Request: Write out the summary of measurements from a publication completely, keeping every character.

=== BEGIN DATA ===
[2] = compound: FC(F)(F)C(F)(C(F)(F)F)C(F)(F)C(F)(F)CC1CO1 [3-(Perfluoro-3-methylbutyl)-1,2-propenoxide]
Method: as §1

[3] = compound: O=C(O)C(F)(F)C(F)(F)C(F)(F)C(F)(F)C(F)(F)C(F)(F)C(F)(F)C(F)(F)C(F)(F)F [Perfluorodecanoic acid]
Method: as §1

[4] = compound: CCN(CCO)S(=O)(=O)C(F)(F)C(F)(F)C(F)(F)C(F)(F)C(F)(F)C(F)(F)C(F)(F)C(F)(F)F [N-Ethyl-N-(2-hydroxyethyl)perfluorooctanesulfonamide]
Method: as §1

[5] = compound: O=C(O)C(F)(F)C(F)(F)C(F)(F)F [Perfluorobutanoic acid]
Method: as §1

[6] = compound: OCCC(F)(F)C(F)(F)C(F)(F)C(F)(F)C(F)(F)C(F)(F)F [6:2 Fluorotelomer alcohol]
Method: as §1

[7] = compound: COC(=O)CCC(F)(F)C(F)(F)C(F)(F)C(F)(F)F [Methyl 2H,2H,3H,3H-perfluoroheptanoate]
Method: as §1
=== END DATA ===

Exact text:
[2] = compound: FC(F)(F)C(F)(C(F)(F)F)C(F)(F)C(F)(F)CC1CO1 [3-(Perfluoro-3-methylbutyl)-1,2-propenoxide]
Method: as §1

[3] = compound: O=C(O)C(F)(F)C(F)(F)C(F)(F)C(F)(F)C(F)(F)C(F)(F)C(F)(F)C(F)(F)C(F)(F)F [Perfluorodecanoic acid]
Method: as §1

[4] = compound: CCN(CCO)S(=O)(=O)C(F)(F)C(F)(F)C(F)(F)C(F)(F)C(F)(F)C(F)(F)C(F)(F)C(F)(F)F [N-Ethyl-N-(2-hydroxyethyl)perfluorooctanesulfonamide]
Method: as §1

[5] = compound: O=C(O)C(F)(F)C(F)(F)C(F)(F)F [Perfluorobutanoic acid]
Method: as §1

[6] = compound: OCCC(F)(F)C(F)(F)C(F)(F)C(F)(F)C(F)(F)C(F)(F)F [6:2 Fluorotelomer alcohol]
Method: as §1

[7] = compound: COC(=O)CCC(F)(F)C(F)(F)C(F)(F)C(F)(F)F [Methyl 2H,2H,3H,3H-perfluoroheptanoate]
Method: as §1